VIP guests gorge on Asian street food
She was born a beautiful child and bloomed into a stunning beauty and a successful entrepreneur. She’s Cris Albert of Fila Philippines.
She recently threw a bash to celebrate her birthday with her bubbliest pals and famille at her condo in the Fort.
Cris was gorgeous in a bright printed dress. She had turned to her party-friendly pal, Ralph Joseph of Ralph’s Wines & Spirits, to assemble the best bubblies: Marguet, Moët & Chandon and Dom Pérignon. For wines: Josephine and Montes Alpha. Soulful Nar Cabico played his guitar.
The delicious but sinful hors d’œuvres and other divine delights from Cibo had us forever choosing which to dig into. Among the 15 awesome dishes were Pecorino Cheese and Crushed Black Pepper, Sea Salt Lavosh, Salmon and Black Caviar Tartlet; Soft-Shell Crab Tempura with Mango Coulis; Penne with Truffle Parmesan Cream Pasta; and 10-hour Roasted US Beef Belly. With its Chocolate Truffles, the dessert table test the restraint of figure-watchers.
Cris’s devoted hubby, Butch Albert, delivered his birthday greetings through a song. Cris’s sis Ana Abad Santos, and pal JM Rodriguez showed their singing talent.
The champagne guzzling was great and adorable Cris Albert wouldn’t have it any other way.
Citibank alumni network
Citibank country officer Sanjiv Vohra launched “Once Citi, Always Citi” in connection with the bank’s 200th anniversary, dahlings.
Inaugurated was the Citi Alumni Network (www.citialumninetwork.com), a global electronic platform for alumni to reconnect with their former colleagues and to keep themselves up-to-date with news about Citi.
“In the Philippines, more than 200 ex-Citi employees have already signed up online, and we are proud that several Citi alumni have gone on to achieve great success, whether as company CEOs to senior government officials and community leaders,” Vohra said.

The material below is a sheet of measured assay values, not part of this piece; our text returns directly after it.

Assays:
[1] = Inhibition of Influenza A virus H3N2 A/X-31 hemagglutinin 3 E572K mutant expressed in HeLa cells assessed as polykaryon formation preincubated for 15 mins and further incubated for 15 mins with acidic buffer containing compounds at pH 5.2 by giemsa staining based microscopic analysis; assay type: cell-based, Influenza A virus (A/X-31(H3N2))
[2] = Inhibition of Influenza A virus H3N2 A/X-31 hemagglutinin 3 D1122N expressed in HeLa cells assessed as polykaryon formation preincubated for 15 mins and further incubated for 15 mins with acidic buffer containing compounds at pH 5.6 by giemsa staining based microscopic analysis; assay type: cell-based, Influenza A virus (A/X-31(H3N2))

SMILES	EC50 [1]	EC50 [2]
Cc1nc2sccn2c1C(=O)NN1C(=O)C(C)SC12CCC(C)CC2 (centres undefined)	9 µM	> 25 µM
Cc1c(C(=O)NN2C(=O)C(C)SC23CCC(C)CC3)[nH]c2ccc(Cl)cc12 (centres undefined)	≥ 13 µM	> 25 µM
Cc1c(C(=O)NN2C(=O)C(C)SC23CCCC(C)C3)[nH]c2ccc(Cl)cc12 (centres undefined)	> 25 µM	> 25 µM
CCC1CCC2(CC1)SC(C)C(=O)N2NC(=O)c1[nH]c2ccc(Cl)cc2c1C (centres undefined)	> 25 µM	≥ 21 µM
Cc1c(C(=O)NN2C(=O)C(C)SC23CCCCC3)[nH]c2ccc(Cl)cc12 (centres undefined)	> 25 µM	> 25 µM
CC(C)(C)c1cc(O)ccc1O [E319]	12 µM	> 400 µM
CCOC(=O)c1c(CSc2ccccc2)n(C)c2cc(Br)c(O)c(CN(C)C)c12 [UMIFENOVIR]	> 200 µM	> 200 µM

Vohra led a toast to the Citi alumni.
Also in celebration of Citi’s 200th year, a P200,000 check donation was made to the Citi Alumni fund for ex-Citi colleagues in need of medical assistance.
One witty guest remarked in jest: “You know, Maurice, some time ago, when you saved money, you were wiser. Nowadays if you save your money, you’re a wizard, because my wife is great at spending money and she didn’t waste time buying a new car.”
Yeah, go for it, gal.
Citi started in 1812 as a trade-finance bank, enabling commerce between New York and Liverpool. It was the first major American bank to expand overseas and today, Citi has operations in 101 countries.
Rustan’s Asian street food invasion
The most iconic street food staples from Vietnam, Thailand, Singapore and Malaysia were showcased at the Concourse Level of the Power Plant Mall in Rockwell when Rustan’s Supermarket launched the Asian Street Food Invasion with a trés exclusive opening affair.
The ceremonial ribbon-snipping was led by good-looking Rustan Supercenters, Inc. president Donnie Tantoco. Joining him was Power Plant Mall GM Malou Pineda, Thai Airways GM Sern Chupikulchai, Dairy Farm regional CEO Alex Tay, Vietnamese embassy commercial counselor Phan Tuan Khoi, Malaysia External Trade Dev’t Corp. trade commissioner Har Man Ahmad, and Thai Trade Center assistant director Vorathep Bundhuratana.
Crowd favorites were the pad Thai , pho, curry, lhaksa, Hainanese chicken, from Pho24 and Azuthai.
“Rustan’s Supermarket’s Asian Street Food Invasion allows for a celebration of cultural flavors that can be enjoyed without leaving our country,” said Tantoco.
“With Asian street cuisine serving our theme, it is our hope that Filipinos will appreciate the distinct tastes of our region, explore the unique ingredients that make up each culinary specialty, and enjoy their favorite Asian dishes—all in the comforts of their homes and through the premium items Rustan’s Supermarket offers.”
One of the invitees said: “I feel so stuffed! But I wish I could take in more of all the yummy dishes.”
Well, that’s what gorging is all about. ’Di bala, dahlings?
Get Inquirer updates while on the go, add us on these apps:
Disclaimer: The comments uploaded on this site do not necessarily represent or reflect the views of management and owner of INQUIRER.net. We reserve the right to exclude comments that we deem to be inconsistent with our editorial standards.
To subscribe to the Philippine Daily Inquirer newspaper in the Philippines, call +63 2 896-6000 for Metro Manila and Metro Cebu or email your subscription request here.
Factual errors? Contact the Philippine Daily Inquirer's day desk. Believe this article violates journalistic ethics? Contact the Inquirer's Reader's Advocate. Or write The Readers' Advocate:
c/o Philippine Daily Inquirer Chino Roces Avenue corner Yague and Mascardo Streets, Makati City,Metro Manila, Philippines Or fax nos. +63 2 8974793 to 94